A long time ago, I went to high school. And the school I attended was Collegiate, in Manhattan, which was and is a great, amazing place. (And, I’m proud to say, the oldest educational institution in America, established in 1628. Take that, Harvard.)

One of the many reasons I loved going to Collegiate: 12th graders were encouraged to spend their last year developing a “Senior Project.” It was kind of like a scaled-down Ph.D. thesis: we submitted proposals, were assigned faculty advisors, and went about the thing for the whole year, in addition to the regular course work we had.

To no one’s surprise, I chose to design a theme park. (And, again, proud to say, it was awarded “Honors” at my graduation.) Did drawings, built a scale model, it was so much fun. The name of the park was “Atlantis” and it was filled with sea-themed rides. Most of them were largely off-the-shelf attractions, but a few were enhanced with elaborate scenic effects. (The Sea Serpent would have been a Schwarzkopf shuttle loop built inside a mountain and over the park's central artificial lake.)

The "anchor" attraction, so to speak, was Voyage Into The Challenger Deep, a simulator ride into a section of the Mariana Trench that drops an incredible 36,070 feet below sea level, the deepest point in our oceans. (This natural wonder has always fascinated me; read more about it here.)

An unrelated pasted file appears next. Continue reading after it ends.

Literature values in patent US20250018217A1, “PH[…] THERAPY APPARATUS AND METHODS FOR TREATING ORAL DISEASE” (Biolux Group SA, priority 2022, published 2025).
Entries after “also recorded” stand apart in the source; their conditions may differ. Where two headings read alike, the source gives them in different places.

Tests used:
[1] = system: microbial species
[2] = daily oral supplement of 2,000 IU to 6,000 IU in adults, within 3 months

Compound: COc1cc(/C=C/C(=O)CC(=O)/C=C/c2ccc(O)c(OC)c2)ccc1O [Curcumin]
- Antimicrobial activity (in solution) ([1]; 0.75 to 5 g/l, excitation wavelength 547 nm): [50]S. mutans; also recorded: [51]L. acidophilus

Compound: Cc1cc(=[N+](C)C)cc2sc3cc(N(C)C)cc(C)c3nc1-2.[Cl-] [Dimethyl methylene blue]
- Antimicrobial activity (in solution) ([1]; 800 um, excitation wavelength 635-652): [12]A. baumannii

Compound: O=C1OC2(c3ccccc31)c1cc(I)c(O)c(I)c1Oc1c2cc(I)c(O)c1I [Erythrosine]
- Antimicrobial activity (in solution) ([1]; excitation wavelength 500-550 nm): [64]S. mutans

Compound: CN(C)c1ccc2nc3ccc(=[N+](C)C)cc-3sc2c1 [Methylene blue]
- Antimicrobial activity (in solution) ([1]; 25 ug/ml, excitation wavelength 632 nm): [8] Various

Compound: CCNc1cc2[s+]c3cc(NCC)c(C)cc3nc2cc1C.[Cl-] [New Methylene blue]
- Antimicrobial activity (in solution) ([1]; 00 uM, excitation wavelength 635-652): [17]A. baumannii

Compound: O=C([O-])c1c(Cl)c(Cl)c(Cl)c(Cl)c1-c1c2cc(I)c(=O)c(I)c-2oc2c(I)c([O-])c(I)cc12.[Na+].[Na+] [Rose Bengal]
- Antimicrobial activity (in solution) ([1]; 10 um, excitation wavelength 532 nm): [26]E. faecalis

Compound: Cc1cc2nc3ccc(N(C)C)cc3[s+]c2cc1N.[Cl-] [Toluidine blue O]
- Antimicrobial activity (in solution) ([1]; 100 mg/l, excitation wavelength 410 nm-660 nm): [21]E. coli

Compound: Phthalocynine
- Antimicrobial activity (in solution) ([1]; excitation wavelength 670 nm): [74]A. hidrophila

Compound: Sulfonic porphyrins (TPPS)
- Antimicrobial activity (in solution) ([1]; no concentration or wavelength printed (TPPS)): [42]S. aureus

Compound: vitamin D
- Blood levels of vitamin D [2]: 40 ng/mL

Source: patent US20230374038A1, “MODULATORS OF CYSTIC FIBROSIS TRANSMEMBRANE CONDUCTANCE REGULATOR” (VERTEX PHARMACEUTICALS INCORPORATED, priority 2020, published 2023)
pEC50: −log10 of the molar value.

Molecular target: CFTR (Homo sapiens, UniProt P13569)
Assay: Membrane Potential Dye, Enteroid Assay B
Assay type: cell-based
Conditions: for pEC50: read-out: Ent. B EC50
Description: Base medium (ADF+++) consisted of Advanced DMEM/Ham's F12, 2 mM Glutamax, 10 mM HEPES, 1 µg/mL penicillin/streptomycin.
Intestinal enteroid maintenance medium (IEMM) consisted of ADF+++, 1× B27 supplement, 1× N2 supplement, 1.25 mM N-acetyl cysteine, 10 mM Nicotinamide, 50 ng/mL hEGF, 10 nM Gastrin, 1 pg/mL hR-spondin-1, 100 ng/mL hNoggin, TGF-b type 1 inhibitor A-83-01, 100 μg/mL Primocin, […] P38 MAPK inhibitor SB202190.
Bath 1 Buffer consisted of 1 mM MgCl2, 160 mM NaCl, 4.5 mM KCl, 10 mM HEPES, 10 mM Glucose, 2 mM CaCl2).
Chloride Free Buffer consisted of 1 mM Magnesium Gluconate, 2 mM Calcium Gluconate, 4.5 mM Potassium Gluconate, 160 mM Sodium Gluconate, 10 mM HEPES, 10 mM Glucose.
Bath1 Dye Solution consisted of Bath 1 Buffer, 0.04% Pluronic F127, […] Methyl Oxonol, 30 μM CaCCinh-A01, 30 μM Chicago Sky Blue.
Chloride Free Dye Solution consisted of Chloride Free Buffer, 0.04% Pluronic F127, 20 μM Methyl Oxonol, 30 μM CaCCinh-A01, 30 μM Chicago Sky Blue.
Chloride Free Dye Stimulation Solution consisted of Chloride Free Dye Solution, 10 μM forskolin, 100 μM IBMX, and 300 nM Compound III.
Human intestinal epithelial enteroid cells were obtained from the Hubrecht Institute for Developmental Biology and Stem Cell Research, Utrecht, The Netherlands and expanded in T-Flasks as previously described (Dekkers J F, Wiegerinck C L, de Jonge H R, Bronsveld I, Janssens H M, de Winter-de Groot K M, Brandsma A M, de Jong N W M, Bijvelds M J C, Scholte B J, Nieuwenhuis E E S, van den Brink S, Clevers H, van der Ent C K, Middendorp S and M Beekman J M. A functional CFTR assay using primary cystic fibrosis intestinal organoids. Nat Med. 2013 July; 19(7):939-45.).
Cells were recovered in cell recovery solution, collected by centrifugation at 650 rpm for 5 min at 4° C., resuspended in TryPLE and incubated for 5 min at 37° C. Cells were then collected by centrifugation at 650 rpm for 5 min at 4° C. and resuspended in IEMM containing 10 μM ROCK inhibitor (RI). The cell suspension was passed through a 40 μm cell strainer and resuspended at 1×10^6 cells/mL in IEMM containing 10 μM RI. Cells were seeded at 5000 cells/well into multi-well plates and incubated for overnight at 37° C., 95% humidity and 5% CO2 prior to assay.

The logo I created for it back then looks pretty weak these days. But I've never stopped thinking about the ride, and what it could be. So I created the graphic above that I think represents it a bit better, and still dream about a ride that would be informative and scientifically accurate, to a point, but also pretty scary.

We would ride in the first "rapid descent" submersibles able to carry tourists down into this dark world, crafts with state-of-the-art, nano-tech hulls (a little science fiction) to withstand the intense water pressures at those depths. The view screen at the fore would allow us to see the aquatic life outside.

There would be lots of cool fish, especially those truly grotesque deep-sea critters, like these. And when we get to the very bottom, we'd come into contact with something not yet seen before, something very large, with a lot of appendages. And it attacks us.

When those appendages wrap around the ship, the roof would start to buckle inwards. But before we're crushed into oblivion, we'd manage to escape, engines at full power, and rush back to the surface.

(As you can probably guess, Disneyland's Subs made a big impression on me as a child.)